Central alpha(2) adrenergic receptors and cholinergic-induced salivation in rats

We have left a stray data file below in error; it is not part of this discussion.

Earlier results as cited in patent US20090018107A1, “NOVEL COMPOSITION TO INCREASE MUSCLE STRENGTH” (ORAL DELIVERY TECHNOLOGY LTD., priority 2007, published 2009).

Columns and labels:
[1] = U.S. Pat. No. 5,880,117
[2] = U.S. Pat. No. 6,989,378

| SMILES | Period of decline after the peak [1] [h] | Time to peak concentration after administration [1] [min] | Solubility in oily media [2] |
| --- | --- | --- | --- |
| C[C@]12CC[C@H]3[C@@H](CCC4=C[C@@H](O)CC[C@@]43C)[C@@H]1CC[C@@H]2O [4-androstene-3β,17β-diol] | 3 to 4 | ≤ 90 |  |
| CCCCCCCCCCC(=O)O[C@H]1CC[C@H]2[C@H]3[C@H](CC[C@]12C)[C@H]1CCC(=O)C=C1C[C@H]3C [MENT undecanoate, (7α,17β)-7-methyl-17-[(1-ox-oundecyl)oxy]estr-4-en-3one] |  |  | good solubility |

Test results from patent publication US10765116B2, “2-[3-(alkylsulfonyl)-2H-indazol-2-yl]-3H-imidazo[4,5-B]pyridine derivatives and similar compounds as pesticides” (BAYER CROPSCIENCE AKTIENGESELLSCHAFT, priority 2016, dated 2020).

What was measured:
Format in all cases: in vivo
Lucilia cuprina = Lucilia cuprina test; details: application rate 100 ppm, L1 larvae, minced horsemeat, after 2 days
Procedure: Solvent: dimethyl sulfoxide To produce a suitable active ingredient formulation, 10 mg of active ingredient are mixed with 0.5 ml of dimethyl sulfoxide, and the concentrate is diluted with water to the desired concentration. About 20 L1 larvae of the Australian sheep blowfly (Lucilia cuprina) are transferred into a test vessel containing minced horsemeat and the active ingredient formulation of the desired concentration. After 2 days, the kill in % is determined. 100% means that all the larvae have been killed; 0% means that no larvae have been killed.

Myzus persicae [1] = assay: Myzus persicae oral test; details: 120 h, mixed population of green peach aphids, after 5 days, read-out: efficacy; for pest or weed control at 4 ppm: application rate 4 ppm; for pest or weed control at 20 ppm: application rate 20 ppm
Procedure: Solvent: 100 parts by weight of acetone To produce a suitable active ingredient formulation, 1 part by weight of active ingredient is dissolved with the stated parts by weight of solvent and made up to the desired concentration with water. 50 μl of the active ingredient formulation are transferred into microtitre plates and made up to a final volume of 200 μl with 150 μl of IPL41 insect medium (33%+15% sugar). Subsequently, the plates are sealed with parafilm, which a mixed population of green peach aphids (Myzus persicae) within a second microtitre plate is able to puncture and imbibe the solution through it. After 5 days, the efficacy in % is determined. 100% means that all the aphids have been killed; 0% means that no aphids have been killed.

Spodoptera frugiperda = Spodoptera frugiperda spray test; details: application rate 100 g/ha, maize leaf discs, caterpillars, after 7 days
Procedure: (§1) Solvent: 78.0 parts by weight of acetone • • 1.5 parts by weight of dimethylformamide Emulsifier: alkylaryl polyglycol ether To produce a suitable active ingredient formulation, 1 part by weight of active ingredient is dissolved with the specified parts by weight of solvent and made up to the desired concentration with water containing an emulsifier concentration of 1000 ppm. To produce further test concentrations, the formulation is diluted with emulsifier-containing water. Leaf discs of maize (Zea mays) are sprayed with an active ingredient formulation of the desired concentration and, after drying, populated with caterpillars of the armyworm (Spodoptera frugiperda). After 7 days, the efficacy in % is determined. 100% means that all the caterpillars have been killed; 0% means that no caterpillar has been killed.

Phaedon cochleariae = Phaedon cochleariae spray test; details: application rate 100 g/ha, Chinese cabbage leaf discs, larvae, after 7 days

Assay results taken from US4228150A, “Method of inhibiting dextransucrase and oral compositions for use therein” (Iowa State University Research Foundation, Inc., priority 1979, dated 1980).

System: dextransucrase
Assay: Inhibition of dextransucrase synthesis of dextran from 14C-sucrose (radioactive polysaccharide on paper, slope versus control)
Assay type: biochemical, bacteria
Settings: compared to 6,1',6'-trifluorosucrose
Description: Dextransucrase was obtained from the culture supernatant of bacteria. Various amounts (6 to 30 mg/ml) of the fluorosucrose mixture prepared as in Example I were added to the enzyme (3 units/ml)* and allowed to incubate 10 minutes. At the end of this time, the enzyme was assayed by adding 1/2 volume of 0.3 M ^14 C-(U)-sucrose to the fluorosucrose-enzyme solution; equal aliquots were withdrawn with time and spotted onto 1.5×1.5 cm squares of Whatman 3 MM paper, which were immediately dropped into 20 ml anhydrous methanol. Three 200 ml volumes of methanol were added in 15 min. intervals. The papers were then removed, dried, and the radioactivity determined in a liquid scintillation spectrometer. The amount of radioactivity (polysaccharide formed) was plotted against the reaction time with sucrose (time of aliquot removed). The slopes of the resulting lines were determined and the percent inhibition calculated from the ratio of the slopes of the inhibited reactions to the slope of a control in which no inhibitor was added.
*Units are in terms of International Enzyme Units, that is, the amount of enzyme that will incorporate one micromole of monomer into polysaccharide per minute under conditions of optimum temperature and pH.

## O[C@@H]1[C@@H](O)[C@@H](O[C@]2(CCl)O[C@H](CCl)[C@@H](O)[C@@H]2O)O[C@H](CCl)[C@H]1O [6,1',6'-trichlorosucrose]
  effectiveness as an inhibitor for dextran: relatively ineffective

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Salivation induced by intraperitoneal (i.p.) injections of pilocarpine (cholinergic agonist) is reduced by intracerebroventricular (i.c.v.) injections of moxonidine (alpha(2) adrenergic and imidazoline receptor agonist). In the present study, we investigated the involvement of central alpha(2) adrenergic receptors in the inhibitory effect of i.c.v. moxonidine on i.p. pilocarpine-induced salivation. Male Holtzman rats with stainless steel cannula implanted into the lateral ventricle (LV) were used. Saliva was collected using pre-weighted small cotton balls inserted into the animal's mouth under ketamine (100 mg kg(-1)) anesthesia. Salivation was induced by i.p. injection of pilocarpine (4 mu mol kg(-1)). Pilocarpine-induced salivation was reduced by i.c.v. injection of moxonidine (10 nmol) and enhanced by i.c.v. injections of either RX 821002 (160 nmol) or yohimbine (320 nmol). The inhibitory effect of i.c.v. moxonidine on pilocarpine-induced salivation was abolished by prior i.c.v. injections of the alpha(2) adrenergic receptor antagonists, RX 821002 (160 nmol) or yohimbine (160 and 320 nmol). The alpha(1) adrenergic receptor antagonist prazosin (320 nmol) injected i.c.v. did not change the effect of moxonidine on pilocarpine-induced salivation. The results suggest that moxonidine acts on central alpha(2) adrenergic receptors to inhibit pilocarpine-induced salivation, and that this salivation is tonically inhibited by central alpha(2) adrenergic receptors. (C) 2002 Elsevier B.V. All rights reserved.